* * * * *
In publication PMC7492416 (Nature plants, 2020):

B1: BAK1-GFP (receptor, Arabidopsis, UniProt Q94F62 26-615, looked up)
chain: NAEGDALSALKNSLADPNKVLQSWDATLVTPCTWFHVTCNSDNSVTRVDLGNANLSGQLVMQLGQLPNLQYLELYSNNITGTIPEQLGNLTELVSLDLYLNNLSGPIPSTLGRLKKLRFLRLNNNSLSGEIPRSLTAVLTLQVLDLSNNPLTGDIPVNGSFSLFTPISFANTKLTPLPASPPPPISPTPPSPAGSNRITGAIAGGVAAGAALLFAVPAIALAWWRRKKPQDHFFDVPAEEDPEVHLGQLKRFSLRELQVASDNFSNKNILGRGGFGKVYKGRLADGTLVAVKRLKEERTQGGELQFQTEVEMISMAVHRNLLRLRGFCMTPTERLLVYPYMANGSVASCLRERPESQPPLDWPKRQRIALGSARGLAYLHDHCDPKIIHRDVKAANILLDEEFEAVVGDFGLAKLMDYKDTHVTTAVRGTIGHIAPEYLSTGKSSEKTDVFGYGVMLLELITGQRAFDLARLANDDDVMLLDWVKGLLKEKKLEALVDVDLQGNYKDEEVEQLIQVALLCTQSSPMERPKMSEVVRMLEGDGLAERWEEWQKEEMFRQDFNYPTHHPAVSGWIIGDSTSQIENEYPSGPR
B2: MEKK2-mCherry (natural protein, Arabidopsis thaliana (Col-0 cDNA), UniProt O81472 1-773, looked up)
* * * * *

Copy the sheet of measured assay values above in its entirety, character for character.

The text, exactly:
In publication PMC7492416 (Nature plants, 2020):

B1: BAK1-GFP (receptor, Arabidopsis, UniProt Q94F62 26-615, looked up)
chain: NAEGDALSALKNSLADPNKVLQSWDATLVTPCTWFHVTCNSDNSVTRVDLGNANLSGQLVMQLGQLPNLQYLELYSNNITGTIPEQLGNLTELVSLDLYLNNLSGPIPSTLGRLKKLRFLRLNNNSLSGEIPRSLTAVLTLQVLDLSNNPLTGDIPVNGSFSLFTPISFANTKLTPLPASPPPPISPTPPSPAGSNRITGAIAGGVAAGAALLFAVPAIALAWWRRKKPQDHFFDVPAEEDPEVHLGQLKRFSLRELQVASDNFSNKNILGRGGFGKVYKGRLADGTLVAVKRLKEERTQGGELQFQTEVEMISMAVHRNLLRLRGFCMTPTERLLVYPYMANGSVASCLRERPESQPPLDWPKRQRIALGSARGLAYLHDHCDPKIIHRDVKAANILLDEEFEAVVGDFGLAKLMDYKDTHVTTAVRGTIGHIAPEYLSTGKSSEKTDVFGYGVMLLELITGQRAFDLARLANDDDVMLLDWVKGLLKEKKLEALVDVDLQGNYKDEEVEQLIQVALLCTQSSPMERPKMSEVVRMLEGDGLAERWEEWQKEEMFRQDFNYPTHHPAVSGWIIGDSTSQIENEYPSGPR
B2: MEKK2-mCherry (natural protein, Arabidopsis thaliana (Col-0 cDNA), UniProt O81472 1-773, looked up)